• Hatching of the giant tortoises eggs begins and lasts until April.
  • Green sea turtles display their mating behaviour.

For Birdwatchers

BirdwatchingIt’s almost impossible to go on a Galapagos Islands holiday without becoming an avid bird watcher! The songbirds such as the Darwin finches, the mocking birds and the Galapagos fly-catcher breed in rhythm with the warm temperatures. As a result they are easiest to see during the wet season from December to May.

The lone species of hawk, the Galapagos hawk, is present all year round. There are many other easily observed species of sea bird. On North Seymour you can see magnificent Frigatebirds. Espanola is the only place in the world where the Waved albatross comes to land and breed.

Getting there

There are no direct flights the Galapagos Islands from the UK. Flying into Ecuador is the best approach. Daily flights operate from the Ecuadorian cities of Quito and Guayaquil on the Ecuadorean mainland to both Baltra and San Cristobal islands. Your flights are arranged in accordance with your Galapagos Island holiday schedule. 

Time Zone

GMT -6 hours  


The Galapagos Islands are part of Ecuador and no visas are required.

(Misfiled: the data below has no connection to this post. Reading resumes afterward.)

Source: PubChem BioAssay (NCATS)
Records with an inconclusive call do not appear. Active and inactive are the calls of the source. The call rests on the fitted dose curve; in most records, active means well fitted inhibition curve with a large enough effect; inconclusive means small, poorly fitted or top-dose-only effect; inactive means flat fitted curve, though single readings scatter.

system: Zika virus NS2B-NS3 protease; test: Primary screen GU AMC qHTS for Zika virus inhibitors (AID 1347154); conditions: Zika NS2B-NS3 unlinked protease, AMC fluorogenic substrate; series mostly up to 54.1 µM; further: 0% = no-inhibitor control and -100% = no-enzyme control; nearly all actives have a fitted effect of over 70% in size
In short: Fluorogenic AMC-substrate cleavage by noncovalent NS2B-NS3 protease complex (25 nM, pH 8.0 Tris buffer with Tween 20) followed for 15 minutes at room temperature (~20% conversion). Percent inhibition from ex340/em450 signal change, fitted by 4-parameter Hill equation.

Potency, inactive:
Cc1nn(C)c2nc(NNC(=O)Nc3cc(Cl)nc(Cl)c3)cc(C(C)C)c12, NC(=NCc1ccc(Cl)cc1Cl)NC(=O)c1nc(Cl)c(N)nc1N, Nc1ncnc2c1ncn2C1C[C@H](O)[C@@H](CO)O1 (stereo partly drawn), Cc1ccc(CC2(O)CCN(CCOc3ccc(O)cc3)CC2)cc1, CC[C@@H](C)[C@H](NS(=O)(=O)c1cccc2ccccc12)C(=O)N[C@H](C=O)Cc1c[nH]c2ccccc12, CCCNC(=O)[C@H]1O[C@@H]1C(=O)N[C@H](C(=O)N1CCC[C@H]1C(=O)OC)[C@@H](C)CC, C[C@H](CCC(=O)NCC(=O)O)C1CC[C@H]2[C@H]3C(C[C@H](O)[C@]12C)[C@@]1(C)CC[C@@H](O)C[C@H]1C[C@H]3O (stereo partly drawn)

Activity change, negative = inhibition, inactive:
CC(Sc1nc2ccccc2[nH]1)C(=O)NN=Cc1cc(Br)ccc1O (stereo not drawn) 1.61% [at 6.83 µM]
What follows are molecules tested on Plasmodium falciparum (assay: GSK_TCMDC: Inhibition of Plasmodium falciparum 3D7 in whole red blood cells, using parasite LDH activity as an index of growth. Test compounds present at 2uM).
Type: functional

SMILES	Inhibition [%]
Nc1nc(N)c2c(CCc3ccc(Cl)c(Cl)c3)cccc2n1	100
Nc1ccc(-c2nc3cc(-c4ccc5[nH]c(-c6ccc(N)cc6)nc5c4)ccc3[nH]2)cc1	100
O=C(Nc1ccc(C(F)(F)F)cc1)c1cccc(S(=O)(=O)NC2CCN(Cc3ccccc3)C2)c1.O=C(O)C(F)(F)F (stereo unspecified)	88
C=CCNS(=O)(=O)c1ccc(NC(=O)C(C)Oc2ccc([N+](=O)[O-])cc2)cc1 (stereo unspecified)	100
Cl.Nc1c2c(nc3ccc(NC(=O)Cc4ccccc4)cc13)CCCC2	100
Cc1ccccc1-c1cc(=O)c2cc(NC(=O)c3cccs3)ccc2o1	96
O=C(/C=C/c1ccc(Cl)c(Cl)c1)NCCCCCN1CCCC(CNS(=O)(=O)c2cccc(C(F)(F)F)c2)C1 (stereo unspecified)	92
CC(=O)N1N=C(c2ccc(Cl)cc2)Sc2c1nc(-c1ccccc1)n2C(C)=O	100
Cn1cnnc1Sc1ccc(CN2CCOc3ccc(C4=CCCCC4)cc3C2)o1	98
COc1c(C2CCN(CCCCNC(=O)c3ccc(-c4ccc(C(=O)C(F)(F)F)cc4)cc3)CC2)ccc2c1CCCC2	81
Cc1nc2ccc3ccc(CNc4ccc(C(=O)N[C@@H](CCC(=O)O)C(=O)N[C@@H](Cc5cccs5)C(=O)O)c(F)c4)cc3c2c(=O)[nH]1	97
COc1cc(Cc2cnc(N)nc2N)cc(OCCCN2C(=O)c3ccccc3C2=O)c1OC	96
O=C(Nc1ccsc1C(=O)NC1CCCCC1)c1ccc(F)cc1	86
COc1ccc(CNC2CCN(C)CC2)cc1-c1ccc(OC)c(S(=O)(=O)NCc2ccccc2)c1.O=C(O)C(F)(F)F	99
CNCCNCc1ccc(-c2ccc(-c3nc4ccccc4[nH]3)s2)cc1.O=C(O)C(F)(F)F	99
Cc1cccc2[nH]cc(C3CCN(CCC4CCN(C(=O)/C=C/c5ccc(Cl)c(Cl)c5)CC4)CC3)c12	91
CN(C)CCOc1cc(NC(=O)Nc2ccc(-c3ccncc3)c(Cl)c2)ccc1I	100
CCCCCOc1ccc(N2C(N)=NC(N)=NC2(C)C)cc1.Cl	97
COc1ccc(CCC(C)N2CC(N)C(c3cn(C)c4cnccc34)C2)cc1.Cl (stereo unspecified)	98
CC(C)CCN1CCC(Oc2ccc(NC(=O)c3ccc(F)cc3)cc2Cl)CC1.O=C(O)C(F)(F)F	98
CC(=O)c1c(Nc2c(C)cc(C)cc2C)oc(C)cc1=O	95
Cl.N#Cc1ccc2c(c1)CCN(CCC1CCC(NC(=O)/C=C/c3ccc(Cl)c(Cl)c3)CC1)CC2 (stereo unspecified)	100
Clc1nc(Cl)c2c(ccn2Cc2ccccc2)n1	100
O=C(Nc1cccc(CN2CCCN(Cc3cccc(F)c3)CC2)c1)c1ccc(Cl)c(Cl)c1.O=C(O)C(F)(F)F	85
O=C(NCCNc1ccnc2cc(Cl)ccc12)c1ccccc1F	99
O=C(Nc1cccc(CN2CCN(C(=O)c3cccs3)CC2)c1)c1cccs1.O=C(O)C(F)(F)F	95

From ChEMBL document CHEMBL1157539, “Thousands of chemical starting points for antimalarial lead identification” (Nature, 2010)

There are no compulsory health requirements for visiting the Galapagos Islands. Always consult your doctor at least six weeks before travel and refer to this useful NHS website - Fit For Travel - for details of recommended vaccinations for travel to Ecuador and the Galapagos.

Things To Do

  • Swim with sea lions and turtles 
  • Walk with a giant tortoise
  • Visit the Charles Darwin Research Centre
  • Sip cocktails at sunset on your boat
  • See the blue-footed booby's mating ritual, one of the bird world’s greatest dances

In 1835, Charles Darwin arrived in the Galapagos Islands on board the HMS Beagle. He soon noticed the same thing that amazes travellers today, namely that many of the animals that roam the shores of the Galapagos, swim in its seas and fly among the islands, were unique. What struck him was not just that the birds, plants and reptiles were different from those on the mainland, but also that they were distinct from ones on neighbouring islands. The observations Darwin made during his five weeks in the archipelago played a vital part in his theory of evolution.

The islands were never connected to the mainland, so the wildlife that evolved here has not been hunted by man and have not developed an instinctive fear of humans.

Many of those on a holiday to the Galapagos Islands take an island tour by cruise ship, travelling between the islands at night and heading ashore every day for wildlife encounters with expert naturalist guides either on land or in the water. Alternatively, or in addition to a cruise, Galapagos holidays can be based on land in one of the hotels, simple lodges or tented camps on some of the larger islands such as Santa Cruz or Isabela. You can explore the islands in more detail on a land-based trip either on foot or on horse-back, as well as being able to enjoy a diversity of other activities such as mountain-biking, diving, kayaking and surfing not usually offered on Galapagos cruises.

Sarah Frankish

Travel Specialist

I'm here to tailor-make your perfect holiday. Give me a call and I'll use my expertise to create your personalised experience.